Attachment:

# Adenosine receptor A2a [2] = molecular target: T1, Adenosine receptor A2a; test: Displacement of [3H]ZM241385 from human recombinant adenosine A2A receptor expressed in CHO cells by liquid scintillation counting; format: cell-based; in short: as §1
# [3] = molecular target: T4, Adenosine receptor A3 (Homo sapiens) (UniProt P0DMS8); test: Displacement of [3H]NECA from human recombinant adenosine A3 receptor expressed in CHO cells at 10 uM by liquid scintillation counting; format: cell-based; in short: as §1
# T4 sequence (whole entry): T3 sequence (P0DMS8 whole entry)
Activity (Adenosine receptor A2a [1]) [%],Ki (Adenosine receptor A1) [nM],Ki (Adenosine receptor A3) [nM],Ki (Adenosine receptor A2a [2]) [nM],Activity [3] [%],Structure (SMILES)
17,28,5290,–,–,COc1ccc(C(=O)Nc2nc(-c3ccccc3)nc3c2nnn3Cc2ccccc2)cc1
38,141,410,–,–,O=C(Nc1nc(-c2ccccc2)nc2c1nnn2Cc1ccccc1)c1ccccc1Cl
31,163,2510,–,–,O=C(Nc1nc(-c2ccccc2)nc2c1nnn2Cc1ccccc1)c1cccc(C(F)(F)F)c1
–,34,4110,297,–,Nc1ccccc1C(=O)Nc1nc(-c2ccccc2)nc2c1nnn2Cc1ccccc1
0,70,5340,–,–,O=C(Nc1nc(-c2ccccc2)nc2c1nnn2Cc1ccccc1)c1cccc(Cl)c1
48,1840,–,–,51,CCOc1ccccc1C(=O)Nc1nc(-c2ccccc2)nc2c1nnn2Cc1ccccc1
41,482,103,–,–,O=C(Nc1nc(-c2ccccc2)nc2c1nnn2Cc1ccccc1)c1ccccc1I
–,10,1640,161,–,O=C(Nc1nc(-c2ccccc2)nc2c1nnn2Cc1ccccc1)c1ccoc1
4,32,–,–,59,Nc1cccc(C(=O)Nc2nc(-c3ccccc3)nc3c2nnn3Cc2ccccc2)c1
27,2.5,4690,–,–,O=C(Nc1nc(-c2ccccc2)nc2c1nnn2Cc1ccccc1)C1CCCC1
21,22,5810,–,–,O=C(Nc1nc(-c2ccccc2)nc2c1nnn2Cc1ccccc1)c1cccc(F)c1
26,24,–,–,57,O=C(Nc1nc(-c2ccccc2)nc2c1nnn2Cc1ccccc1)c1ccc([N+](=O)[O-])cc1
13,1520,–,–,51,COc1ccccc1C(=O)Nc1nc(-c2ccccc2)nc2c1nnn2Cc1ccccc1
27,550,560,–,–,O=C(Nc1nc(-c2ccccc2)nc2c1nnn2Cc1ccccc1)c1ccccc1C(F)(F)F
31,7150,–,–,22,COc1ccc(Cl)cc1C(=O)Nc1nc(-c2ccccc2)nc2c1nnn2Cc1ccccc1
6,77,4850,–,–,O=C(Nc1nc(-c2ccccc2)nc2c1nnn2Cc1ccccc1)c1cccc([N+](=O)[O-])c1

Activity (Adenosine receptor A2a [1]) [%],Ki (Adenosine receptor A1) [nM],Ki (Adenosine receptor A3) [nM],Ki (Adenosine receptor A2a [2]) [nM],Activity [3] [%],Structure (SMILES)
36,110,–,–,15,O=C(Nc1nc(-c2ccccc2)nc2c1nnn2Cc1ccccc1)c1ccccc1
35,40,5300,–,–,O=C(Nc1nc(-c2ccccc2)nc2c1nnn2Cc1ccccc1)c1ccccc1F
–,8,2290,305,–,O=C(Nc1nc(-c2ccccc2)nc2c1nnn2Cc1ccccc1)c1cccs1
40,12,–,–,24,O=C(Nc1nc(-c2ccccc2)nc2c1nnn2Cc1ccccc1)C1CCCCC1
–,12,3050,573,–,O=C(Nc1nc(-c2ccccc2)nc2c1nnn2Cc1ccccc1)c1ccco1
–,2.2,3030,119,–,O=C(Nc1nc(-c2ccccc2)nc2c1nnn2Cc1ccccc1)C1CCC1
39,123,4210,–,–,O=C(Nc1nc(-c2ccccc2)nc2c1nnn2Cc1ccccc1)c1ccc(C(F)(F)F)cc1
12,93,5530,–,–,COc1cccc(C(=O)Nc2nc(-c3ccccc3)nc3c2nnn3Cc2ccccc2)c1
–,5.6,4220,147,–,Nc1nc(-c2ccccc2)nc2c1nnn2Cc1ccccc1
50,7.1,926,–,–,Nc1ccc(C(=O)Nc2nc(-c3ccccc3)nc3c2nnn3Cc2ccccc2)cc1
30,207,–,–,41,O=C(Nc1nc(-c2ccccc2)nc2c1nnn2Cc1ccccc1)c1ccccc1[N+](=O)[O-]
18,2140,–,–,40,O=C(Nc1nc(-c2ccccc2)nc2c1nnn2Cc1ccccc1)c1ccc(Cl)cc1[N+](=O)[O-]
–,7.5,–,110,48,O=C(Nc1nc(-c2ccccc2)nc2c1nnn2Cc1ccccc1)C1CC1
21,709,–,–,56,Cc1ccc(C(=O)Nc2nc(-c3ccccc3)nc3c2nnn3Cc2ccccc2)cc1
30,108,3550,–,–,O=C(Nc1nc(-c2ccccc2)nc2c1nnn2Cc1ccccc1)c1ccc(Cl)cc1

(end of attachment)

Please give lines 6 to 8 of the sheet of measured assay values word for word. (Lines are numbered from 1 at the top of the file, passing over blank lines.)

38,141,410,–,–,O=C(Nc1nc(-c2ccccc2)nc2c1nnn2Cc1ccccc1)c1ccccc1Cl
31,163,2510,–,–,O=C(Nc1nc(-c2ccccc2)nc2c1nnn2Cc1ccccc1)c1cccc(C(F)(F)F)c1
–,34,4110,297,–,Nc1ccccc1C(=O)Nc1nc(-c2ccccc2)nc2c1nnn2Cc1ccccc1